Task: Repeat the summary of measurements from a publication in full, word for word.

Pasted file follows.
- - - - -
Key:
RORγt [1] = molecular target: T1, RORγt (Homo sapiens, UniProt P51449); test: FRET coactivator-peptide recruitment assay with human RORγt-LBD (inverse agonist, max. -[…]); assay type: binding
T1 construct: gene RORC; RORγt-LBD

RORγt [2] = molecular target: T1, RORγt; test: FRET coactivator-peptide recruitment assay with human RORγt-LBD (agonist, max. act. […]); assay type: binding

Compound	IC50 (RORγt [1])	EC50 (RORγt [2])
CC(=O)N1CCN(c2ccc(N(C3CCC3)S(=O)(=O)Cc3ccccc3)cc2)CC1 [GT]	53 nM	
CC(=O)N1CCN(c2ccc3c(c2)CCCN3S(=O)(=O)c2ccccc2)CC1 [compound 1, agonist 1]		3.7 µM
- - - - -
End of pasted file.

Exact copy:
Key:
RORγt [1] = molecular target: T1, RORγt (Homo sapiens, UniProt P51449); test: FRET coactivator-peptide recruitment assay with human RORγt-LBD (inverse agonist, max. -[…]); assay type: binding
T1 construct: gene RORC; RORγt-LBD

RORγt [2] = molecular target: T1, RORγt; test: FRET coactivator-peptide recruitment assay with human RORγt-LBD (agonist, max. act. […]); assay type: binding

Compound	IC50 (RORγt [1])	EC50 (RORγt [2])
CC(=O)N1CCN(c2ccc(N(C3CCC3)S(=O)(=O)Cc3ccccc3)cc2)CC1 [GT]	53 nM	
CC(=O)N1CCN(c2ccc3c(c2)CCCN3S(=O)(=O)c2ccccc2)CC1 [compound 1, agonist 1]		3.7 µM